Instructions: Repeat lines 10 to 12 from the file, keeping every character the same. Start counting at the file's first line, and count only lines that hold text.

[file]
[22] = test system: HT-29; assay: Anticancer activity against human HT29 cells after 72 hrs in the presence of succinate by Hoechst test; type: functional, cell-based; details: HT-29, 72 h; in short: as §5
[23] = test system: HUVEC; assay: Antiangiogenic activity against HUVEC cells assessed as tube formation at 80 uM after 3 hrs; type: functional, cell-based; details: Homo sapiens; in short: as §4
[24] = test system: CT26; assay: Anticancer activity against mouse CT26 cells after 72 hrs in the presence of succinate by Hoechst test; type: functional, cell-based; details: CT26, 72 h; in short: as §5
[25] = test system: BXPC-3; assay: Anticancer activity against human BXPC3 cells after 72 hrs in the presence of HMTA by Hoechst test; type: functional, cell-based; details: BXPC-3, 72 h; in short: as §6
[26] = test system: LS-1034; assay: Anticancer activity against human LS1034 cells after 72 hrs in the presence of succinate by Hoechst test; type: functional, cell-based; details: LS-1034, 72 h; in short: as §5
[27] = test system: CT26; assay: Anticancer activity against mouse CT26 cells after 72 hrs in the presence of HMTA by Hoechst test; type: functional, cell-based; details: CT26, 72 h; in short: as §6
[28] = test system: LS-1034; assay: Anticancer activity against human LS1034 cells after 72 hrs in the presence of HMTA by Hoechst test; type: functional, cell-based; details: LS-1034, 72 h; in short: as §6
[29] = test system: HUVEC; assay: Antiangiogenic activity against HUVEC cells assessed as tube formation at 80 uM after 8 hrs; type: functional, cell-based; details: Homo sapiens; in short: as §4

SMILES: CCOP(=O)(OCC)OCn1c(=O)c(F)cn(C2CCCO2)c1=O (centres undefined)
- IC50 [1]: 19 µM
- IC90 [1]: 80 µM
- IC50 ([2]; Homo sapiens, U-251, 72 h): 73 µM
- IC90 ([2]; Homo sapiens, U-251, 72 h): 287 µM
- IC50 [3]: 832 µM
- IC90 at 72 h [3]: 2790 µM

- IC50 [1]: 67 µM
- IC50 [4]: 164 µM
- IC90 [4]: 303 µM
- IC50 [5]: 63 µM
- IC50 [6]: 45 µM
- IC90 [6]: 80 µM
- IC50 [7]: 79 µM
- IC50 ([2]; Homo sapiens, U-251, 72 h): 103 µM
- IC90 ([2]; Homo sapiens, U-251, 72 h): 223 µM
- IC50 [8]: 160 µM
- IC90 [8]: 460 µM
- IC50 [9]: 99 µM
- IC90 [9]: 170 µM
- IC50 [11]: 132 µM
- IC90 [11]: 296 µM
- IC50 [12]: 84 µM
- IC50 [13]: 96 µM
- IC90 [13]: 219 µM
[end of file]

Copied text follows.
- IC50 [1]: 19 µM
- IC90 [1]: 80 µM
- IC50 ([2]; Homo sapiens, U-251, 72 h): 73 µM